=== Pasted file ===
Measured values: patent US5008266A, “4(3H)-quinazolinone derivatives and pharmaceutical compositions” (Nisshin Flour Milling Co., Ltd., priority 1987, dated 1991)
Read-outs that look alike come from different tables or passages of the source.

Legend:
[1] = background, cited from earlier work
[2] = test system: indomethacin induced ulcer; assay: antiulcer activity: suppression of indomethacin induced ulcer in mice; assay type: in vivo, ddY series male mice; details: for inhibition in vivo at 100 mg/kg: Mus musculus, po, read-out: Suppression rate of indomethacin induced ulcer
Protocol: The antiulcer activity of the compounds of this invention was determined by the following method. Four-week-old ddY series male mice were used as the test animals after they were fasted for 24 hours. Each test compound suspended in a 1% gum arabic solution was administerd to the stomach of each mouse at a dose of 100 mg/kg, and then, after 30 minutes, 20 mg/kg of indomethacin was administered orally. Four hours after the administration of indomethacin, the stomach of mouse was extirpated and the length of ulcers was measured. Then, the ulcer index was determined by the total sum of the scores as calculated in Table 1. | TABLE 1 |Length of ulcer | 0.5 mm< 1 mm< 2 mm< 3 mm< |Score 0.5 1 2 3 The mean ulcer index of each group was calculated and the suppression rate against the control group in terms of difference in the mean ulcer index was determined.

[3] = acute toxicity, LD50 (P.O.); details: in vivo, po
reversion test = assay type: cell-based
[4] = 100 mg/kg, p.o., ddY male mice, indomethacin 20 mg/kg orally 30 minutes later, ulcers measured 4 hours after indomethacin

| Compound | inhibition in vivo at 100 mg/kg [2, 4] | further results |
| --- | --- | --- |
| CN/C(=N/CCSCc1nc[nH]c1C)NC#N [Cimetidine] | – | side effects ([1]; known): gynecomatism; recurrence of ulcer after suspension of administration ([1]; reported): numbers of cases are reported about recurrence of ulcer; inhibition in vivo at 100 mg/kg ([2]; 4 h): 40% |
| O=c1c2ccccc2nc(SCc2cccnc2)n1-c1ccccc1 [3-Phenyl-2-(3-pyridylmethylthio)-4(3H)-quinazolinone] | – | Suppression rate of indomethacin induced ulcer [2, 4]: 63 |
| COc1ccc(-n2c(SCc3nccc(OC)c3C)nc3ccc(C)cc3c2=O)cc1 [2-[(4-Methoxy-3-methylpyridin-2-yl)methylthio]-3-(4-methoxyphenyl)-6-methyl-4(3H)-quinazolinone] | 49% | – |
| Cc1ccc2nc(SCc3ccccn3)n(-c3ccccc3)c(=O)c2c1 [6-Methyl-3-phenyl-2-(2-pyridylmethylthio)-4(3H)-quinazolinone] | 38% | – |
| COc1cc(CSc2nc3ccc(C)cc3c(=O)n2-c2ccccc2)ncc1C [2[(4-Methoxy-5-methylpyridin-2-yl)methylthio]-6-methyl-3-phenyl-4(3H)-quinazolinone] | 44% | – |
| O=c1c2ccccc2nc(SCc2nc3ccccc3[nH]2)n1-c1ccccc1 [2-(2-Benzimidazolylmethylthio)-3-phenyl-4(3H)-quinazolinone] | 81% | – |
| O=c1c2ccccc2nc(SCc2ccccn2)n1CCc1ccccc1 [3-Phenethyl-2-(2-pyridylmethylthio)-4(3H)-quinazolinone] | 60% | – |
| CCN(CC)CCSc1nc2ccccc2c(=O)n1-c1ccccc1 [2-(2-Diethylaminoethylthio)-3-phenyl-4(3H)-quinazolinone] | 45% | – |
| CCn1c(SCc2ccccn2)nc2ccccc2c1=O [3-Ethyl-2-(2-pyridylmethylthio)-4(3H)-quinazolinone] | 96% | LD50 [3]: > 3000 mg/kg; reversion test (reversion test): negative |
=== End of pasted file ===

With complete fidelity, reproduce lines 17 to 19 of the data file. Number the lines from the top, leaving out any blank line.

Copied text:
| O=c1c2ccccc2nc(SCc2nc3ccccc3[nH]2)n1-c1ccccc1 [2-(2-Benzimidazolylmethylthio)-3-phenyl-4(3H)-quinazolinone] | 81% | – |
| O=c1c2ccccc2nc(SCc2ccccn2)n1CCc1ccccc1 [3-Phenethyl-2-(2-pyridylmethylthio)-4(3H)-quinazolinone] | 60% | – |
| CCN(CC)CCSc1nc2ccccc2c(=O)n1-c1ccccc1 [2-(2-Diethylaminoethylthio)-3-phenyl-4(3H)-quinazolinone] | 45% | – |